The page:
Kim Jong Il Son’s Cabinet Absence May Signal North Korea Succession Delay

North Korean leader Kim Jong Il’s youngest son and heir-apparent wasn’t mentioned in a list of new Cabinet members today, signaling that the dynastic transfer of power isn’t likely to happen soon.

Kim Jong Un, thought to be in his late 20s, was given his first posts within the ruling Workers’ Party in September, paving the way to become North Korea’s next leader. His name didn’t feature, though, in government appointments approved at a parliamentary meeting, according to the state-run Korean Central News Agency. The Supreme People’s Assembly did agree on next year’s budget and a new security minister.

“Not getting elected to a government post doesn’t threaten Kim Jong Un’s status as the next leader,” said Kim Yong Hyun, a professor of North Korean studies at Dongguk University in Seoul. “It just means that Kim Jong Il is confident of his health conditions to remain leader and that he will take the time he needs to raise a successor.”

Kim Jong Il plans to extend his family’s 63 years of dynastic rule as economic woes deepen following a botched currency revaluation in late 2009 and amid ongoing United Nations sanctions for North Korea’s nuclear weapons programs.

South Korean officials have said that Kim Jong Il, 69, appears to have recovered from a stroke in 2008.

Experts including Yang Moo Jin, a professor of the University of North Korean Studies, have said Kim Jong Un may be elected to the National Defense Commission, the nation’s highest government body and chaired by his father.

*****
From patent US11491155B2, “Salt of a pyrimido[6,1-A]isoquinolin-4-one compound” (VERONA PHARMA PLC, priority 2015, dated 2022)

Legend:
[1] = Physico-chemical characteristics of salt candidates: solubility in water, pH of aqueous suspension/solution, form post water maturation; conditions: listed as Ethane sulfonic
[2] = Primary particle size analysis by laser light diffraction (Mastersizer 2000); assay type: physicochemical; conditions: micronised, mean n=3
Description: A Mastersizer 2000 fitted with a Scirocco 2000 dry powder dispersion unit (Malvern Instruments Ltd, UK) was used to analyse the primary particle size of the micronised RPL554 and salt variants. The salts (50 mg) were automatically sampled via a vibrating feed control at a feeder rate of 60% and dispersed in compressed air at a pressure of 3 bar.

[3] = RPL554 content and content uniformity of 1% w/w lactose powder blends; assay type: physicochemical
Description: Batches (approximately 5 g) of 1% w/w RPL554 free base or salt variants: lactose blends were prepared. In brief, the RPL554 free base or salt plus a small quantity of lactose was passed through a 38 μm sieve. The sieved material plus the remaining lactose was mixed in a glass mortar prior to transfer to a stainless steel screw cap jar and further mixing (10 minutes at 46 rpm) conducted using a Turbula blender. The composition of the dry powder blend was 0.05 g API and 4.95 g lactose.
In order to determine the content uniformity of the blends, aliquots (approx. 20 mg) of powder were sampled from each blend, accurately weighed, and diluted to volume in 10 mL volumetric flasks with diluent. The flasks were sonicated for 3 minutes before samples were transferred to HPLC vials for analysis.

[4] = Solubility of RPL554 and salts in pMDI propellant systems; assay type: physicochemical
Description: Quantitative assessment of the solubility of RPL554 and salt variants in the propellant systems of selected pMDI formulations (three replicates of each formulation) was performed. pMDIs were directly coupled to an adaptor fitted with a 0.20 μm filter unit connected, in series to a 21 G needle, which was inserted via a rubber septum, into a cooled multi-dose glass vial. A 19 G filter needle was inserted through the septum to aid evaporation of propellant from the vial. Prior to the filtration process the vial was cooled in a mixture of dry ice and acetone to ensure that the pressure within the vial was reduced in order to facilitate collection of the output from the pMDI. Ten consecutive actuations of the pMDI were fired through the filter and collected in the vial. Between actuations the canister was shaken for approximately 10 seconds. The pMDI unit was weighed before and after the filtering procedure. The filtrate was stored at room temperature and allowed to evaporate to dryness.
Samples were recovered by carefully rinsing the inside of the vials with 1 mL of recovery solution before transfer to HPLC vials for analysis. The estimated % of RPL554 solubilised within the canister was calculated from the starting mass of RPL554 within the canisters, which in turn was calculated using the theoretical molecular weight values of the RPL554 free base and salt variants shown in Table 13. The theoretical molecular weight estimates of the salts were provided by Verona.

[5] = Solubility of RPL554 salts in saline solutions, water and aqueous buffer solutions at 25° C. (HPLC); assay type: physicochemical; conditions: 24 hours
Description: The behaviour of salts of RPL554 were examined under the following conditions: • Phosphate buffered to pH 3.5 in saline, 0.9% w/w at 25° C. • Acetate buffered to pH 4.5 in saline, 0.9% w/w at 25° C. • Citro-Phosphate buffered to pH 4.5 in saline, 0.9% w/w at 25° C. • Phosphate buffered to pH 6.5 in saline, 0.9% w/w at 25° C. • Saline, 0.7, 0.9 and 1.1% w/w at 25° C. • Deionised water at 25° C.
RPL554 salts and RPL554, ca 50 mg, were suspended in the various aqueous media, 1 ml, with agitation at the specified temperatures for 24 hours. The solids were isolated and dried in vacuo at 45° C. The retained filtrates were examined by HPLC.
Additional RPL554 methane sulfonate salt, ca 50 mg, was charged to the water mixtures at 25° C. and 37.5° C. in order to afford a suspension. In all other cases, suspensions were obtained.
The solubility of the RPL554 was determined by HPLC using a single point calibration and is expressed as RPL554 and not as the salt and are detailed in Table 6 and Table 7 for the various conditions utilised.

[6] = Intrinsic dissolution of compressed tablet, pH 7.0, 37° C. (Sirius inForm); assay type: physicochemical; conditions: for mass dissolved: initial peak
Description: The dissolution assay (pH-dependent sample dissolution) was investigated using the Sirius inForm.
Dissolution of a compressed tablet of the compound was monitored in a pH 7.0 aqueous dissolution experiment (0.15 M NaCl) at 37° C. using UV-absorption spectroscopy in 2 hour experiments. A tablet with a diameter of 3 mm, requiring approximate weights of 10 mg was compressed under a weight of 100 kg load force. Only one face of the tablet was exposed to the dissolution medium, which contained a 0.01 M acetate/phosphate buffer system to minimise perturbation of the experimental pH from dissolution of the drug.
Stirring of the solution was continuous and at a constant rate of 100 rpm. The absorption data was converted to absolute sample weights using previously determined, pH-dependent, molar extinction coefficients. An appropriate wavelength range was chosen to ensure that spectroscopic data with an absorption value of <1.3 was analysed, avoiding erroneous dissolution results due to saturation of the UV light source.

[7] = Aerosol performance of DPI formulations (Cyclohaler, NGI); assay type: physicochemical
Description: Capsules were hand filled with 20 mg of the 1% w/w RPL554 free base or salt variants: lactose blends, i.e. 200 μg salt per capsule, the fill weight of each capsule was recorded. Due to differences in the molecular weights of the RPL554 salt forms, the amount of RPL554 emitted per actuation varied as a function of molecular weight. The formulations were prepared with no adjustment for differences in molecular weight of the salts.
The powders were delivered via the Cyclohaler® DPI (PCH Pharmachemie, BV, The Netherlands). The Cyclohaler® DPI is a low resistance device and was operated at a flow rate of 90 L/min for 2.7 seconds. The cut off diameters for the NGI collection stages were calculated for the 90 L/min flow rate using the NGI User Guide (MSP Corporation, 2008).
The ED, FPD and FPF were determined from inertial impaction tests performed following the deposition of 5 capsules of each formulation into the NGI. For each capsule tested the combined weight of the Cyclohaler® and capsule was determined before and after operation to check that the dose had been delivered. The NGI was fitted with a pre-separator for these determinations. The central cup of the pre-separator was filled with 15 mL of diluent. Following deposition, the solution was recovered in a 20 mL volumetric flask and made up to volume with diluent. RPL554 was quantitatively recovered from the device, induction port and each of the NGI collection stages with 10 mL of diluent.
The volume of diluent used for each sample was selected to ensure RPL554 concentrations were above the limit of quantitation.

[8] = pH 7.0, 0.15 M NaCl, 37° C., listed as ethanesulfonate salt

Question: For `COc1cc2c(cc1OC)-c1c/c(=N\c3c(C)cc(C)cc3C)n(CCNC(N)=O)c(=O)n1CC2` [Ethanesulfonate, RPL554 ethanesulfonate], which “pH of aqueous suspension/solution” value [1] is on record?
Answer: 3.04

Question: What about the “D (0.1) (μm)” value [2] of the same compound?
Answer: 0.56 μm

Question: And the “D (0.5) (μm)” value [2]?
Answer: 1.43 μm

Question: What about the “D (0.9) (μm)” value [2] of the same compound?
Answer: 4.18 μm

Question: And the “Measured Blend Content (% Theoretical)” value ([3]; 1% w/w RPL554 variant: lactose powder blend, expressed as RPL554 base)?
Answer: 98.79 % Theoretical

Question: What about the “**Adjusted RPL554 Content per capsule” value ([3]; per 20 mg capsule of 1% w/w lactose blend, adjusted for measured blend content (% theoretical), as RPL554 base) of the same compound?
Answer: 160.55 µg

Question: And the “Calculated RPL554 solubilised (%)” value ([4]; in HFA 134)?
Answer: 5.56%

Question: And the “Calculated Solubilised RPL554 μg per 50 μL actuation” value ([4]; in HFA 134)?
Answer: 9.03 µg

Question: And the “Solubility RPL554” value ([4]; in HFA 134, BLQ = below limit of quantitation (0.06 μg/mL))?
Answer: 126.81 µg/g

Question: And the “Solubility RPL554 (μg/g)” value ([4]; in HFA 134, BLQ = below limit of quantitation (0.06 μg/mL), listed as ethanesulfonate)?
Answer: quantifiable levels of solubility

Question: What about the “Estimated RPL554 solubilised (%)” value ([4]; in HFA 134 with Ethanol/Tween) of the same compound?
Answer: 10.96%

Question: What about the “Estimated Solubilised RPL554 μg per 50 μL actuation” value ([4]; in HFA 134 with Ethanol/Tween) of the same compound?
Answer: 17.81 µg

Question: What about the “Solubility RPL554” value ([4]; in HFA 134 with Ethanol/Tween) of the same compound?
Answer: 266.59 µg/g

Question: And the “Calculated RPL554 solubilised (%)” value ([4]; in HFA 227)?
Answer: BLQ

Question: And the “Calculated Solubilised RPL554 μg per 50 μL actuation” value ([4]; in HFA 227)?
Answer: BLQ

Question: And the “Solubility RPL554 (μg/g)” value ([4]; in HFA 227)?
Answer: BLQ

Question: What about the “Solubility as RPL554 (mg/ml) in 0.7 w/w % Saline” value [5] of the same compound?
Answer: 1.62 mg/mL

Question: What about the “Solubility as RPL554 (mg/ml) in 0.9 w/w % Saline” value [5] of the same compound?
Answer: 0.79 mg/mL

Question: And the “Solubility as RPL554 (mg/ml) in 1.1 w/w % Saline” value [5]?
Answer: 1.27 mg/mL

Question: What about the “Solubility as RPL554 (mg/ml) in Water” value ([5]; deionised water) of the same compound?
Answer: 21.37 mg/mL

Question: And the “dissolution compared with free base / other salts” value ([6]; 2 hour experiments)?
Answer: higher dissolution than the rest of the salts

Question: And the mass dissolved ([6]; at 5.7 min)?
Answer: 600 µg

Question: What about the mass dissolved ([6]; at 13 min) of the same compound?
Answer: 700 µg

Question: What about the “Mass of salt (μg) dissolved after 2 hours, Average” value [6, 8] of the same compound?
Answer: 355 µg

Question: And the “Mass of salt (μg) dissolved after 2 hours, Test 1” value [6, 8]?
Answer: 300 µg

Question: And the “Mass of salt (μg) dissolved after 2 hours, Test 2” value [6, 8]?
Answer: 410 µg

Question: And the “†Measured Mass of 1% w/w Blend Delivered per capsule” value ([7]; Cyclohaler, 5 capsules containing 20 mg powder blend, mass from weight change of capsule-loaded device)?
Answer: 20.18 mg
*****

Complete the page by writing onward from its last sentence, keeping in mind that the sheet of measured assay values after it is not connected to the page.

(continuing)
The post of first vice chairman on the defense commission has been vacant since Jo Myong Rok died of heart disease in November. The position wasn’t filled at today’s meeting.

Commission Post

Kim Jong Un was made a vice chairman at the commission, a rank below first vice-chairman, on Feb. 10, South Korea’s Chosun Ilbo newspaper reported Feb. 16. His appointment will be formally endorsed at the parliamentary meeting, the newspaper said then.

The commission has four vice chairmen, including Jang Song Thaek, Kim Jong Il’s brother-in-law. Jang was appointed at the last parliamentary session in June in what analysts said was a move aimed at solidifying a hereditary succession by bestowing power to a member of the Kim family.

Kim Jong Un was elected to the second-highest military post in the party and made a four-star general in September when he was mentioned by state media for the first time.

Kim Kyong Hui, Kim Jong Il’s sister and Jang’s wife, was made a member of the party’s Politburo also in September.

Leadership Threats

Kim Jong Il appears increasingly concerned about internal threats to his leadership, boosting security around his residences since pro-democracy uprisings erupted in the Middle East, Kwon Young Se, a lawmaker at South Korea’s ruling Grand National Party, said in a March 16 interview in Seoul. Kwon cited a report by the National Intelligence Service to the National Assembly’s Intelligence Committee that he chairs.

North Korea’s economy shrank 0.9 percent in 2009, when UN sanctions banning arms trading and restricting financial transactions were toughened following the country’s second nuclear test in May that year, according to the Bank of Korea in Seoul. North Korea doesn’t release its own data.

Kim Jong Il was made the defense commission’s first vice chairman in 1990, 16 years after he was named successor to his father and North Korea’s founder, Kim Il Sung. Kim Jong Il became North Korea’s leader after his father died in 1994.

To contact the reporter on this story: Bomi Lim in Seoul at blim30@bloomberg.net

To contact the editor responsible for this story: Peter Hirschberg in Hong Kong at phirschberg@bloomberg.net

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